Home Visit

November 30, 2005 at 4:02am By: Mr. Wilson Posted in 625 Elm Street

Our case worker dropped by the house last night for our home visit. The visit was part interview, part information session, and part real estate appraisal.

The interview portion was easy enough. She didn’t really ask any questions we weren’t prepared for. In fact, many of her questions were similar to items we had responded to on the questionnaires that we each completed. There were a couple tricky questions, though. One that caught us off-guard was “What are the biggest challenges in your marriage right now?” It’s not that we don’t have our ups and downs—every relationship has them—but honestly, the biggest challenge we could come up with was deciding where to go to dinner each Date Night. I think part of the reason we had such a difficult time identifying any major challenges is that The Missus and I are very much in tune with each other right now, and it’s mostly because of the adoption process. Not only has this process forced us to think and talk about a whole host of topics (and come to some sort of a consensus on many of them), we’re also on a “we’re going to be parents!” high. After we’ve had a few sleepless nights with a screaming baby I’m sure we’ll have identified a few challenges in our marriage.

Our case worker also updated us on what comes next. In short, after completing just a little more paperwork, we will officially be approved to begin the “Pick me! Pick me!” process. It may seem strange to think of it that way, but in the open adoption process that’s not too far from how it actually works. Generally speaking, a placement with a boy happens within around five months, while girls take about eleven months. That’s not to say that five months from today we’ll have in our arms a baby boy, or eleven months from today we’ll be holding a baby girl. Those are just averages. There are far too many variables to consider to say that we’ll have a child in our home by

X date. Likewise, there are too many variables involved to say at this point whether we will adopt a boy or a girl (we have not expressed a preference).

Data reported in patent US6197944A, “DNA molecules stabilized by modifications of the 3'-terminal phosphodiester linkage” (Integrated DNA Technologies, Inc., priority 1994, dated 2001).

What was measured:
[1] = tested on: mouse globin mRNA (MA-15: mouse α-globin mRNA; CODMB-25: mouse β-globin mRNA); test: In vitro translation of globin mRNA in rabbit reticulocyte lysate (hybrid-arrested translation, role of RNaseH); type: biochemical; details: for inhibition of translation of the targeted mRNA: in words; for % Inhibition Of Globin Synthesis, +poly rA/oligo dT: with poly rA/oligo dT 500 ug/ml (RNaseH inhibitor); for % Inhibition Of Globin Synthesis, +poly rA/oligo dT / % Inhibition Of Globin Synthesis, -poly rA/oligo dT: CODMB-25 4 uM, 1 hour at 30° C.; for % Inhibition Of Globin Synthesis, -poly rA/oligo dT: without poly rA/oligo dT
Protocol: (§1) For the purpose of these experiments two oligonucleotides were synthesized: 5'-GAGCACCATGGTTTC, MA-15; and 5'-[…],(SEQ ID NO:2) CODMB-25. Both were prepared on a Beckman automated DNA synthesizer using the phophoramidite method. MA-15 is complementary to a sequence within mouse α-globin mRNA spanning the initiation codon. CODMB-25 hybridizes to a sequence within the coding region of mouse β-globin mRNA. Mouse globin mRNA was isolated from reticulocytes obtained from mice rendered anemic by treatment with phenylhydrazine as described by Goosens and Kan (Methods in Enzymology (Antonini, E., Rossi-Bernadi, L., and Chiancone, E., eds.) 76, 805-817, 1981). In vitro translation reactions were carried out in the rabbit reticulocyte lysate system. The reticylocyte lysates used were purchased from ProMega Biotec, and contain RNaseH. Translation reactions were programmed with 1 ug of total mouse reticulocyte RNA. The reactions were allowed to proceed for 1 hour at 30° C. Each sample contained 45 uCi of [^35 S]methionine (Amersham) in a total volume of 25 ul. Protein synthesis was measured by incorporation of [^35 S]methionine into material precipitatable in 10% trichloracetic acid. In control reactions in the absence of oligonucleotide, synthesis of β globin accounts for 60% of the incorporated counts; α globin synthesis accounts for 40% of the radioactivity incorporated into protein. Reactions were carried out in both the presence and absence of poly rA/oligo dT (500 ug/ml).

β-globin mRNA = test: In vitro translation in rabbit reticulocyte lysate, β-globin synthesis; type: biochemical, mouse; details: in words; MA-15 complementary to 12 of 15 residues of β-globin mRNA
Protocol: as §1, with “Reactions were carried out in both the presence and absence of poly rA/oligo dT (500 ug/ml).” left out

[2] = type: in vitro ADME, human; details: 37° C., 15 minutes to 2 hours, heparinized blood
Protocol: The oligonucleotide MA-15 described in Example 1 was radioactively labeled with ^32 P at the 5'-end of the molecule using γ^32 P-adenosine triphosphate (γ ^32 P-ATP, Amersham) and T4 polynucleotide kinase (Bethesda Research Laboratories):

The “real estate appraisal” actually was pretty basic. Our case worker noted the number and type of rooms in the house, number of smoke detectors, size of the yard, and other pieces of information that might be relevant to the appropriateness of our house for a child.

We’re getting closer. Hopefully before the end of the year we’ll be able to say that we are “expecting”. The major difference will be, of course, that we won’t have any idea when our due date might be.

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Mr. T November 30, 2005 at 4:47am

Say Mr. Wilson, have you gained any insight on what the differences are between the international adoption process and in-country adoption process? I have some friends who are considering adopting (either internationally or w/in country) and are trying hard to find reliable information on what exactly is involved. Your insight and perspective is interesting and valuable as a parent going through the adoptive process currently.

The other reason I ask is because I once pursued a research project on transnational marriages/families involving US military personnel abroad and nationals of other countries. Unfortunately I never managed to follow through with this research project, but still maintain an interest as a passive observer (at some point I may end up finishing that project when I have the time).

Mr. Wilson November 30, 2005 at 4:12pm

I’m not very familiar with the international adoption process, beyond the very preliminary research The Missus and I did. A handful of basic points:

1. Procedures vary dramatically by country. Some practically give their kids away, while others (e.g. China) make the procedure as difficult as possible.
2. International adoptions can get very expensive, both in terms of actual costs as well as income lost while traveling (in some cases for several weeks).
3. In some countries, you get the kid they give you. If you’re picky, be sure you know each country’s policies.
4. The domestic adoption process appears to be pretty straight-forward. There are hoops to jump through, but they are manageable.
5. It is virtually impossible to adopt a white infant through domestic programs. If you really want a white American infant, you will have to go private ($$$).
6. Lots of older children (i.e. toddlers and up) of all races need families in the U.S.
7. Most domestic adoptions these days are open (i.e. there is contact with the birth family). Most international adoptions are closed.

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